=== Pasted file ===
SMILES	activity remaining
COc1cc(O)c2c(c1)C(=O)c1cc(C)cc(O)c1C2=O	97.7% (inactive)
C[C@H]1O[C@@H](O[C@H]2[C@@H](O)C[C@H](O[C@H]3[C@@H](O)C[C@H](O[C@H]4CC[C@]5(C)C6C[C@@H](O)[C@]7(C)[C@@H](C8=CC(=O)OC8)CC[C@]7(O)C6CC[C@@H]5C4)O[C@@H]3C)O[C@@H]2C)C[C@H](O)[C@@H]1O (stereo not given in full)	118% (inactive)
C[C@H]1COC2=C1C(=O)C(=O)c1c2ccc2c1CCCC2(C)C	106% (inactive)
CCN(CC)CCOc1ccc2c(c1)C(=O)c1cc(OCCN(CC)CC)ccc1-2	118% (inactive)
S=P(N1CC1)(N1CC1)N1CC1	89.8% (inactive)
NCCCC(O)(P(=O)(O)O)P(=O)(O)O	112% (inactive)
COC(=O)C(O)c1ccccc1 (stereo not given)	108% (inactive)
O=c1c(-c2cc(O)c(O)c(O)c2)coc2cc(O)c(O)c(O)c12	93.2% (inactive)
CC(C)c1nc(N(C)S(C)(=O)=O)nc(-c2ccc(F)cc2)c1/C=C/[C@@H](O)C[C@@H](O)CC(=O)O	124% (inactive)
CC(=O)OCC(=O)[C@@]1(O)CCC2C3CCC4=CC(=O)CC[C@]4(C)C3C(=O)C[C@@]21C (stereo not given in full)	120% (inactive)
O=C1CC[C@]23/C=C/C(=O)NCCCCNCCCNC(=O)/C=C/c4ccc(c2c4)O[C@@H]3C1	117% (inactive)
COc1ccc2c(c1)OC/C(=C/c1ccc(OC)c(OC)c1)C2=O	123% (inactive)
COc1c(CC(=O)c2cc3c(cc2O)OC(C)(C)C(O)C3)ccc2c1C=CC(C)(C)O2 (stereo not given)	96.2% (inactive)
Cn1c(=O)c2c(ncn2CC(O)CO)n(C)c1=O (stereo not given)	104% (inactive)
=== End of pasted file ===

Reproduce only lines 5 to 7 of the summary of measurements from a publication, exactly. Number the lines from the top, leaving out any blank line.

CCN(CC)CCOc1ccc2c(c1)C(=O)c1cc(OCCN(CC)CC)ccc1-2	118% (inactive)
S=P(N1CC1)(N1CC1)N1CC1	89.8% (inactive)
NCCCC(O)(P(=O)(O)O)P(=O)(O)O	112% (inactive)